Protrusions: Point Me In The Right Direction

A common type of orthodontic problem seen in our office is some type of a protrusion [the upper teeth are markedly forward of the lower teeth]. In most situations the protrusion is accompanied by other problems ranging from crowding to excessive spacing. The patient could also have an open bite [usually the back teeth touch and the front teeth are vertically open] or a cross bite [the upper teeth fit inside the lower when biting]. Another problem associated with protrusions and all the other types of malocclusions is some form of agenisis [missing teeth] or undersized teeth.

The causes for protrusions can vary, but generally fall into two categories. The first is dental, when the teeth themselves are the problem. A good example might be a youngster who has had a prolonged finger or thumb sucking habit causing the teeth to tip forward. The second cause would involve the jaw bones, when the lower jaw is too far back or the upper too far forward or a combination of the two. Any number of combinations of a teeth/jaw problem can cause a protrusion. Obviously, the treatment in each situation will differ. The diagnostic and treatment skills of our trained orthodontist are critical in any of these malocclusions.

Most often protrusion problems are best treated at an early age. The sooner the teeth can be put into an optimal biting relationship the better the opportunity for proper growth and development. Often times it is best to approach a protrusive problem in two phases of treatment. The goal in the first phase [ages 6-9] is to create the best possible biting relation of the teeth. Then when the permanent teeth come in, [ages 11-13] we will determine how much additional correction is needed to achieve an ideal occlusion and esthetic result. By using this two- phase approach to the correction of a protrusive malocclusion it is often possible to eliminate the necessity for the extraction of permanent teeth and to reduce the total time necessary for the braces to be worn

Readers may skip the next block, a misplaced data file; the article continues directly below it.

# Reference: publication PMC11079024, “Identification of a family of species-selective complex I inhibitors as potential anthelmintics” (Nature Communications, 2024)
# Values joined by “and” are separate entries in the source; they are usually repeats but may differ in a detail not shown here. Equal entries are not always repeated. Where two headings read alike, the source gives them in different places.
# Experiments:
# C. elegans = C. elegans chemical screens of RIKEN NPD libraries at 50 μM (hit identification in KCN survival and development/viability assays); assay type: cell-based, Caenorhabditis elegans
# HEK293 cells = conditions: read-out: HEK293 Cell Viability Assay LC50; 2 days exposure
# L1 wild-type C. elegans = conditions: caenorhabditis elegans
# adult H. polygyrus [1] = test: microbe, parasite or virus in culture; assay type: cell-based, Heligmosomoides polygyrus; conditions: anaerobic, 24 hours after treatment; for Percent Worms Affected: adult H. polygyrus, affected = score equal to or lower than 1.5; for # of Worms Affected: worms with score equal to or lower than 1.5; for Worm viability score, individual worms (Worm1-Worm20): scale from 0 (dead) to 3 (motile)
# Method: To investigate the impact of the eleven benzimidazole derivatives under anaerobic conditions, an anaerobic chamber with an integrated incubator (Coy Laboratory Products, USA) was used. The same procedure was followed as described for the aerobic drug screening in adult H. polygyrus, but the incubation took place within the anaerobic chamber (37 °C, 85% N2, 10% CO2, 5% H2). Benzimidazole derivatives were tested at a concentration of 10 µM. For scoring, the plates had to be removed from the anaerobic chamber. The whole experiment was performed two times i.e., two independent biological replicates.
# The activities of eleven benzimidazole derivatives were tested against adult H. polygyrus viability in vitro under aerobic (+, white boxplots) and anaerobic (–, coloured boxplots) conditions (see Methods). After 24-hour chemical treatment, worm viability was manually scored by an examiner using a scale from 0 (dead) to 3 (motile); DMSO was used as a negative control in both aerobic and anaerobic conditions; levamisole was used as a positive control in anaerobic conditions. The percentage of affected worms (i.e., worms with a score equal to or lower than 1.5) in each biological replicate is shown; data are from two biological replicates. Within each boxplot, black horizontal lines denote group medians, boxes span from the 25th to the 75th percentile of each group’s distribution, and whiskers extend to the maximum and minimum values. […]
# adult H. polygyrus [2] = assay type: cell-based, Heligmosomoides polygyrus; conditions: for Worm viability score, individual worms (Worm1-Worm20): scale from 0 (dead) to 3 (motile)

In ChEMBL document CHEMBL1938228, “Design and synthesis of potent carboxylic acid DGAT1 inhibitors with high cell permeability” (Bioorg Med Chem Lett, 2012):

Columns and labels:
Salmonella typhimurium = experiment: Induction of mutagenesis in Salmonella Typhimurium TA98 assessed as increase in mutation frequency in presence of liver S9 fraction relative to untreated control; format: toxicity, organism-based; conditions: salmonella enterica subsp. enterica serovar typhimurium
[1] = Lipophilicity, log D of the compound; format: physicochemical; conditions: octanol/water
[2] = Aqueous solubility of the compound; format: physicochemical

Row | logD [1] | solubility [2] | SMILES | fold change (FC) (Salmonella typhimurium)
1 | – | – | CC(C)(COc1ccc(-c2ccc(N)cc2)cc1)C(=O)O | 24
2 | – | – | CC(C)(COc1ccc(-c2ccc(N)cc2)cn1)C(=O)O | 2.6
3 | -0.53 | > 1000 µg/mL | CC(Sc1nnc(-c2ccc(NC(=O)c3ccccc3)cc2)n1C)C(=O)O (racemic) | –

The younger the patient the greater the potential for correction to allow for continued normal growth and development. However, if the patient is not seen until all of the permanent teeth have erupted excellent corrections can still be achieved. Seeing the patient for the first time at ages 12-15, when all of the permanent teeth have erupted, will still allow time to work with the patient’s growth. The more potential for continued growth the better.

The approach to the treatment of adults [age 18 or over] with protrusions can be very different. Often, adult problems that are not too severe can be treated with conventional orthodontics. However, many cases of adult protrusions, especially those caused by mostly jaw problems, can only be treated with a combination of orthodontics and jaw surgery. The orthodontics is started first, followed by surgery and then the finishing orthodontic is completed. Spectacular results can be obtained with this treatment modality.